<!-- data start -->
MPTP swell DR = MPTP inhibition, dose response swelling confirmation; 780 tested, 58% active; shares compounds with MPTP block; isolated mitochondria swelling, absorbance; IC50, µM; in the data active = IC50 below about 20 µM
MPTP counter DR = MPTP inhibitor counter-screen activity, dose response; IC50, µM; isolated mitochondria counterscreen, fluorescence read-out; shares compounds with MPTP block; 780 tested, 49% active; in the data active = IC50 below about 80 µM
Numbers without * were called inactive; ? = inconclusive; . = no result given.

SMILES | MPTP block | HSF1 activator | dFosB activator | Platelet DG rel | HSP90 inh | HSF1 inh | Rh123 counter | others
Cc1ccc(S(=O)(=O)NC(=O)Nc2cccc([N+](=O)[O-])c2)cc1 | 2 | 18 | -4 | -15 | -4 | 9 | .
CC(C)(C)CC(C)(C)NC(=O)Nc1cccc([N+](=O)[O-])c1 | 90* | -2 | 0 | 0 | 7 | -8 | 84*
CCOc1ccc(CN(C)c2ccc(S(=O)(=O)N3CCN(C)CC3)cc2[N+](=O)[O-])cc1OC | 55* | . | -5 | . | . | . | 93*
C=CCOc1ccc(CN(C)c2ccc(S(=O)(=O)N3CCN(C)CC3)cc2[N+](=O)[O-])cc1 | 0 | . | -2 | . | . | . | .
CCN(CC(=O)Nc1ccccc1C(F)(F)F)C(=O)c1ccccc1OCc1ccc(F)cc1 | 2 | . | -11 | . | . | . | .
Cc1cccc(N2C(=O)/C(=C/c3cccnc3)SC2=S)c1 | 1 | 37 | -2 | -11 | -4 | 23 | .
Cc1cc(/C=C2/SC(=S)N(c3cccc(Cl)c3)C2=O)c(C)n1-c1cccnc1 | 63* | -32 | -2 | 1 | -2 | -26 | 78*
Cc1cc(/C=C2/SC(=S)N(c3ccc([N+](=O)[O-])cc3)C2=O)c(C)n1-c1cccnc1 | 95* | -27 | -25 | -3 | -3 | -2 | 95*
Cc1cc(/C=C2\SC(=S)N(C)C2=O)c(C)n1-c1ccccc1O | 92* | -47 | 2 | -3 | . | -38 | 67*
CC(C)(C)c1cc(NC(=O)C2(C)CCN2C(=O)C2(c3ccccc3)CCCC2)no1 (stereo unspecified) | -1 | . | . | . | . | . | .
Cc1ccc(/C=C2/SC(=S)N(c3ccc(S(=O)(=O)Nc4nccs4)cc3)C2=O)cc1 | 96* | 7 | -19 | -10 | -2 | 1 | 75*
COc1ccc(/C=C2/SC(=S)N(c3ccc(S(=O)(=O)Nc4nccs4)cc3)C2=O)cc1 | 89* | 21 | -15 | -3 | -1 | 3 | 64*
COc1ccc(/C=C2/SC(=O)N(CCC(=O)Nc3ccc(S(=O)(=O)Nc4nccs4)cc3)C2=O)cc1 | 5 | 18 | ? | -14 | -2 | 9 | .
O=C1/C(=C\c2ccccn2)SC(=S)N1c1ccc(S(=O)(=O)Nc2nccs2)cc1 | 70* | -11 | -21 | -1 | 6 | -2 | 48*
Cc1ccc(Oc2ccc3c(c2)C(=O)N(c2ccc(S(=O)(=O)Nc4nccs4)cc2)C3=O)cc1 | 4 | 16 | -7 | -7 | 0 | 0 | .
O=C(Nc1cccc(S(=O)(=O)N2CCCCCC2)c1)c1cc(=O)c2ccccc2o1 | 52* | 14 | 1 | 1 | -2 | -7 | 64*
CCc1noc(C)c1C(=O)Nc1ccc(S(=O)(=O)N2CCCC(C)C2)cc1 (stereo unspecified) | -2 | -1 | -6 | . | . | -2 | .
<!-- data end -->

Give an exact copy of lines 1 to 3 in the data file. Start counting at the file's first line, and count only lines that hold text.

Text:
MPTP swell DR = MPTP inhibition, dose response swelling confirmation; 780 tested, 58% active; shares compounds with MPTP block; isolated mitochondria swelling, absorbance; IC50, µM; in the data active = IC50 below about 20 µM
MPTP counter DR = MPTP inhibitor counter-screen activity, dose response; IC50, µM; isolated mitochondria counterscreen, fluorescence read-out; shares compounds with MPTP block; 780 tested, 49% active; in the data active = IC50 below about 80 µM
Numbers without * were called inactive; ? = inconclusive; . = no result given.